Chemical Cartography with APOGEE: Mapping Disk Populations with a 2-process Model and Residual Abundances

David H. Weinberg, Jon A. Holtzman, Jennifer A. Johnson, Christian Hayes, Sten Hasselquist, Matthew Shetrone, Yuan Sen Ting, Rachael L. Beaton, Timothy C. Beers, Jonathan C. Bird, Dmitry Bizyaev, Michael R. Blanton, Katia Cunha, José G. Fernández-Trincado, Peter M. Frinchaboy, D. A. García-Hernández, Emily Griffith, James W. Johnson, Henrik Jönsson, Richard R. LaneHenry W. Leung, J. Ted Mackereth, Steven R. Majewski, Szabolcs Mészáros, Christian Nitschelm, Kaike Pan, Ricardo P. Schiavon, Donald P. Schneider, Mathias Schultheis, Verne Smith, Jennifer S. Sobeck, Keivan G. Stassun, Guy S. Stringfellow, Fiorenzo Vincenzo, John C. Wilson, Gail Zasowski

Research output: Contribution to journalArticlepeer-review

17 Scopus citations


We apply a novel statistical analysis to measurements of 16 elemental abundances in 34,410 Milky Way disk stars from the final data release (DR17) of APOGEE-2. Building on recent work, we fit median abundance ratio trends [X/Mg] versus [Mg/H] with a 2-process model, which decomposes abundance patterns into a "prompt"component tracing core-collapse supernovae and a "delayed"component tracing Type Ia supernovae. For each sample star, we fit the amplitudes of these two components, then compute the residuals δ[X/H] from this two-parameter fit. The rms residuals range from ∼0.01-0.03 dex for the most precisely measured APOGEE abundances to ∼0.1 dex for Na, V, and Ce. The correlations of residuals reveal a complex underlying structure, including a correlated element group comprised of Ca, Na, Al, K, Cr, and Ce and a separate group comprised of Ni, V, Mn, and Co. Selecting stars poorly fit by the 2-process model reveals a rich variety of physical outliers and sometimes subtle measurement errors. Residual abundances allow for the comparison of populations controlled for differences in metallicity and [α/Fe]. Relative to the main disk (R = 3-13 kpc), we find nearly identical abundance patterns in the outer disk (R = 15-17 kpc), 0.05-0.2 dex depressions of multiple elements in LMC and Gaia Sausage/Enceladus stars, and wild deviations (0.4-1 dex) of multiple elements in ω Cen. The residual abundance analysis opens new opportunities for discovering chemically distinctive stars and stellar populations, for empirically constraining nucleosynthetic yields, and for testing chemical evolution models that include stochasticity in the production and redistribution of elements.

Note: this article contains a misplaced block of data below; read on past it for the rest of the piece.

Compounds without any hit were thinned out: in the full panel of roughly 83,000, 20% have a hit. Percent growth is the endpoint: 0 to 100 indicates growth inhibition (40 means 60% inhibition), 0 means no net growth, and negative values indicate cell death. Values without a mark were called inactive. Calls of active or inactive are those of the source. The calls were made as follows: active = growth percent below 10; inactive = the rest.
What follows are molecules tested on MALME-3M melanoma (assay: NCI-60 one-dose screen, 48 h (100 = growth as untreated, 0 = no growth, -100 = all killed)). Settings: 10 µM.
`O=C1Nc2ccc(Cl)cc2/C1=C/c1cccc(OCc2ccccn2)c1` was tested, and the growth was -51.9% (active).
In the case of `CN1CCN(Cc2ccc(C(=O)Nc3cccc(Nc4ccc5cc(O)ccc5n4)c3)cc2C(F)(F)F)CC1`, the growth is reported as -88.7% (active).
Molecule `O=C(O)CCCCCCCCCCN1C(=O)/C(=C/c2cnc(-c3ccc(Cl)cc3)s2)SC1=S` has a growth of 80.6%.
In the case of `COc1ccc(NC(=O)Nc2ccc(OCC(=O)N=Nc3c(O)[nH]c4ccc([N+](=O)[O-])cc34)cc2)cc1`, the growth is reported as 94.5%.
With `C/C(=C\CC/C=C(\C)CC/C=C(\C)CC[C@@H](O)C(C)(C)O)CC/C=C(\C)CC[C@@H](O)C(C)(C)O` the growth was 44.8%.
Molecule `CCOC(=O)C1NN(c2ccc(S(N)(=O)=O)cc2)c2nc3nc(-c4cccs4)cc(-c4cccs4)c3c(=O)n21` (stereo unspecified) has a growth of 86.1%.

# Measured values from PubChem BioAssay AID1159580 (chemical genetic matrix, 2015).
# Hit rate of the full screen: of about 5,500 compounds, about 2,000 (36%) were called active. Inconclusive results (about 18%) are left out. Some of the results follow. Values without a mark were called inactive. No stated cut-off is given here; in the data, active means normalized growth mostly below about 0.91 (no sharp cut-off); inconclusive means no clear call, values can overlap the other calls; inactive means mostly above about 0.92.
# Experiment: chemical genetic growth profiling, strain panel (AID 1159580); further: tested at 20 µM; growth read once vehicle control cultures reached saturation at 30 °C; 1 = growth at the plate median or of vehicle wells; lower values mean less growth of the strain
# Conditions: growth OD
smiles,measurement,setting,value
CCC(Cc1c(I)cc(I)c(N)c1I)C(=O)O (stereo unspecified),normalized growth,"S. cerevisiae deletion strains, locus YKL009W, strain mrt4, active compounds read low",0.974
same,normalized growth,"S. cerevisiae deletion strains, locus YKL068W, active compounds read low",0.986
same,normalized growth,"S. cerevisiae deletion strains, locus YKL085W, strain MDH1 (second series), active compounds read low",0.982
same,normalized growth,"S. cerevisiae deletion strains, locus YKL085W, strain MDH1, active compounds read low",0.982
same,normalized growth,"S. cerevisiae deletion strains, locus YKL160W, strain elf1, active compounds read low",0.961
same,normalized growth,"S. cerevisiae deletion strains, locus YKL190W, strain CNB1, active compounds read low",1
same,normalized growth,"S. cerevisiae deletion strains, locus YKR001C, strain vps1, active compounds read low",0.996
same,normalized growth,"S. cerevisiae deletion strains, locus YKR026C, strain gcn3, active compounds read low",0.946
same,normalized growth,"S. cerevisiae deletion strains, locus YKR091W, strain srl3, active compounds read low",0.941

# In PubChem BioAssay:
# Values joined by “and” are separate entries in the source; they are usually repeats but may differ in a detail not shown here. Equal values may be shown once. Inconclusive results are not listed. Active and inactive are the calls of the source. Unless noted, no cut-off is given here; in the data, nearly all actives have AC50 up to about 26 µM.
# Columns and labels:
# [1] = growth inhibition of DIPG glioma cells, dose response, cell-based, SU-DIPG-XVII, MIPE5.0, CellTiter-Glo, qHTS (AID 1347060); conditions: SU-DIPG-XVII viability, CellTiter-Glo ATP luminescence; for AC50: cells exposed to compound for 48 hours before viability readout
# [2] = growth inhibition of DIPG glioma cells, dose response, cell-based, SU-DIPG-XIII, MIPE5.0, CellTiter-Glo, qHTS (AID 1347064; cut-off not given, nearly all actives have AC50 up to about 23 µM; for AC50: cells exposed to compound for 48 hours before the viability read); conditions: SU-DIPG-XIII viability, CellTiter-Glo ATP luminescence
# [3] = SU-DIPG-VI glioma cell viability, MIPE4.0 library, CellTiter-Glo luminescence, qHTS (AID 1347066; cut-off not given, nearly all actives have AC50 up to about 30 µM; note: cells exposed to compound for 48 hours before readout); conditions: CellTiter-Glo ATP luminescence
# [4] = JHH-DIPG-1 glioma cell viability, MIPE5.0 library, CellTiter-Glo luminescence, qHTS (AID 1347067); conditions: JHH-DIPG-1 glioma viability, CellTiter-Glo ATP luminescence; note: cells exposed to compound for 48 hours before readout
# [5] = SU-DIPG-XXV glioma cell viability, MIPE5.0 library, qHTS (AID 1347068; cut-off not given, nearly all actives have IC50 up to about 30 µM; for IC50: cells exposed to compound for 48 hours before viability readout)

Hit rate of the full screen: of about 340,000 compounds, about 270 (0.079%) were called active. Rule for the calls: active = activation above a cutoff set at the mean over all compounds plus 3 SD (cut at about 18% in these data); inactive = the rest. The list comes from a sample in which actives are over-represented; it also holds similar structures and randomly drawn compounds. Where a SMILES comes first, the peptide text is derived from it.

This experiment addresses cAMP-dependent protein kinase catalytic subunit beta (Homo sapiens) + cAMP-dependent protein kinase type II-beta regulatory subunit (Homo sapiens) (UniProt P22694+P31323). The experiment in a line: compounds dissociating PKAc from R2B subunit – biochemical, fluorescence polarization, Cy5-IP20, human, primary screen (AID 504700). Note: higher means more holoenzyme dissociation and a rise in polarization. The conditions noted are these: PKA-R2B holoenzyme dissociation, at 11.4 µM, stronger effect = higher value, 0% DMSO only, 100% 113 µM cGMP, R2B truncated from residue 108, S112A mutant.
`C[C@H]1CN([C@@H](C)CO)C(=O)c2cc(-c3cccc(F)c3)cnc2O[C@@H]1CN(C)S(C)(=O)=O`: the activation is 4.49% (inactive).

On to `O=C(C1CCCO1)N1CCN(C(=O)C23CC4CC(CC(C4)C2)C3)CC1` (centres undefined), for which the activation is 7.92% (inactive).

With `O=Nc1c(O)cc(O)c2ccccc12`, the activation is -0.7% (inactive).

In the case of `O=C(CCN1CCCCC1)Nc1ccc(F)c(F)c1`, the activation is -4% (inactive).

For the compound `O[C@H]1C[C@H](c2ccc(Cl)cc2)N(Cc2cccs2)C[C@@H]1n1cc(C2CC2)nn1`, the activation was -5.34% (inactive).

Original languageEnglish (US)
Article number32
JournalAstrophysical Journal, Supplement Series
Issue number2
StatePublished - 2022
Externally publishedYes

ASJC Scopus subject areas

  • Astronomy and Astrophysics
  • Space and Planetary Science


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